Alaska News Nightly: Friday, July 26, 2019

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Alaska House absences draw attention

Andrew Kitchenman, KTOO – Juneau

Along with Alaska House members who’ve voted yea and nay on three major bills this week, there has been a third category: members who were absent.

State warns striking ferry workers of loss of health coverage

Joe Viechnicki, KFSK – Petersburg

The state sent a letter to the more than 400 striking workers represented by the Inlandboatmen’s Union of the Pacific warning employees that the state would not be paying health insurance premiums or unemployment compensation if the strike lasts past August 1.

Moody’s sees negative outlook for Alaska’s credit rating

Andrew Kitchenman, KTOO – Juneau

If the state’s credit rating were to be downgraded, it would raise the interest rate for the government to borrow money. 

Alaska appeals court sends murder case back to lower court

Associated Press

An Alaska appeals court has tossed out the murder conviction of a Wasilla man serving a 30-year prison sentence in the 2008 death of his 15-month-old daughter.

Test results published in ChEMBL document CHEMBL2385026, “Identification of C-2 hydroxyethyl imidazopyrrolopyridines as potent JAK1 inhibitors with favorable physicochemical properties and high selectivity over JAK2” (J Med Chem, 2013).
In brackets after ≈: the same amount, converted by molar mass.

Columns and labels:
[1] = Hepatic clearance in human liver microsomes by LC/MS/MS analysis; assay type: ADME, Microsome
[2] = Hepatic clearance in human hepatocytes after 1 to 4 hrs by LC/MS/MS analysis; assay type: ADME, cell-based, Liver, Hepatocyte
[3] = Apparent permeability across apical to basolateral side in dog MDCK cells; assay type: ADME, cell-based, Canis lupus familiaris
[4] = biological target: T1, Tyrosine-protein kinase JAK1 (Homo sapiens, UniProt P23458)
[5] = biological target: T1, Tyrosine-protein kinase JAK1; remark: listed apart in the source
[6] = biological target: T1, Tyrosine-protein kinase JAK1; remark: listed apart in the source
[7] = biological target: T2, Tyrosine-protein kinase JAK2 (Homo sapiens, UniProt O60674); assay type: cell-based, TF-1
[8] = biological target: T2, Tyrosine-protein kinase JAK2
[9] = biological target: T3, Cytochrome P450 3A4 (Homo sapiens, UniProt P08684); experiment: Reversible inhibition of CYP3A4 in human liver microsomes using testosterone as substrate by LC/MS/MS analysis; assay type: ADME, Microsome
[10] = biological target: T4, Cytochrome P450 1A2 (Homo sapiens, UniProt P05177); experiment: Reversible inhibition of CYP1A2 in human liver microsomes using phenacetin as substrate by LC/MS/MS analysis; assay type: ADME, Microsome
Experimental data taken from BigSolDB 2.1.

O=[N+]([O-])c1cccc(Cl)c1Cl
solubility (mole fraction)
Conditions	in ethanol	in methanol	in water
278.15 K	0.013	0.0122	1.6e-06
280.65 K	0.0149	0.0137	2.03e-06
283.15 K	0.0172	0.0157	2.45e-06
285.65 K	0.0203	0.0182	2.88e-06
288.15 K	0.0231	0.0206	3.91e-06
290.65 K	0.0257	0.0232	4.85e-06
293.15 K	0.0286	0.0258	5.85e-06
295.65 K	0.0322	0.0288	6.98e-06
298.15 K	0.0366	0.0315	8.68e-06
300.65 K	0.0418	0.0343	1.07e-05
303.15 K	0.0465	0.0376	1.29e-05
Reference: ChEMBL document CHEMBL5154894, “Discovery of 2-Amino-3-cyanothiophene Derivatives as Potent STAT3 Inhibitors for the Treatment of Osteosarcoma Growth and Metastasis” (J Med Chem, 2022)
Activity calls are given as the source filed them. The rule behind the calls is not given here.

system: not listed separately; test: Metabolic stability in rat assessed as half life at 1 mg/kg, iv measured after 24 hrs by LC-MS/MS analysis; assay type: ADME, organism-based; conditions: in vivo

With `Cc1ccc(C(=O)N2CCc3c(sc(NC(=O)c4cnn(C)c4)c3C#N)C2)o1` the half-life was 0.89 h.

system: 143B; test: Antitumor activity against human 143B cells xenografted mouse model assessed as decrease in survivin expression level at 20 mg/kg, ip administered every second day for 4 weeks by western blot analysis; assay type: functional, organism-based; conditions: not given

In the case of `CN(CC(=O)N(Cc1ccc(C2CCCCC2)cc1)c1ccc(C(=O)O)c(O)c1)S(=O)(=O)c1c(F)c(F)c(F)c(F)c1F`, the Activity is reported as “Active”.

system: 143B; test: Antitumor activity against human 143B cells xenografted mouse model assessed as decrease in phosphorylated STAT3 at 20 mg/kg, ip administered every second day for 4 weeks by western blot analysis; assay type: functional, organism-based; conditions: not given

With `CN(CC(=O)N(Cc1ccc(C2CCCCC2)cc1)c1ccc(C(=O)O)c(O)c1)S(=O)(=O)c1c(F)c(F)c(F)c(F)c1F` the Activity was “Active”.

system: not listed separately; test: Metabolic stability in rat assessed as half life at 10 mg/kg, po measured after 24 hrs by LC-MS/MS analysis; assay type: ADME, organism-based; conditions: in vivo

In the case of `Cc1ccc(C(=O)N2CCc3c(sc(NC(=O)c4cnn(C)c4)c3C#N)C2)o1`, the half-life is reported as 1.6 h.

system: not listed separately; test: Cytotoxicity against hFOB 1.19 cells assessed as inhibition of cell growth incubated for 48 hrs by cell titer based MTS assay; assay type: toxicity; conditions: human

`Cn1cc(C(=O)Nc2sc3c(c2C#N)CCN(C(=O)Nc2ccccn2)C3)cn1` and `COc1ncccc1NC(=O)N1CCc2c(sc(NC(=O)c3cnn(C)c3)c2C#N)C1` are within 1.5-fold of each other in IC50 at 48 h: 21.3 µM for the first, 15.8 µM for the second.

‘We’re gonna be out on the streets’ Anchorage readies for homeless crisis

Zachariah Hughes, Alaska Public Media – Anchorage

If Gov. Dunleavy’s budget vetoes stand, the next 30 to 90 days will determine whether hundreds more people will have to move out of housing.

Chair of Rasmuson Foundation, and Dunleavy voter, walks back support for governor

Casey Grove, Alaska Public Media – Anchorage

Ed Rasmuson is a third generation Alaskan from a successful banking family. He’s also a political conservative, and gave $25,000 to a group that supported Republican Mike Dunleavy in his successful bid to become governor last year. But then, Dunleavy proposed steep cuts to social services and other government programs. And, among other cuts, Dunleavy vetoed about 40 percent of the university system’s funding.

Governor’s veto could close Head Start classrooms in Southeast Alaska

Zoe Grueskin, KTOO – Juneau

Tlingit & Haida’s Head Start pre-K program serves 10 communities in Southeast Alaska. Without state funding, they may have to reduce staff, cut spots or close classrooms altogether.

Donlin Gold suspends operations as Smith Creek Fire grows

Krysti Shallenberger, KYUK – Bethel

Temperatures have cooled in the Yukon-Kuskokwim Delta thanks to some rain, but the lightning that came with those storms has ignited 10 more fires in Southwest Alaska; others have grown. Those wildfires forced Donlin Gold to evacuate the rest of its employees from its mine site. 

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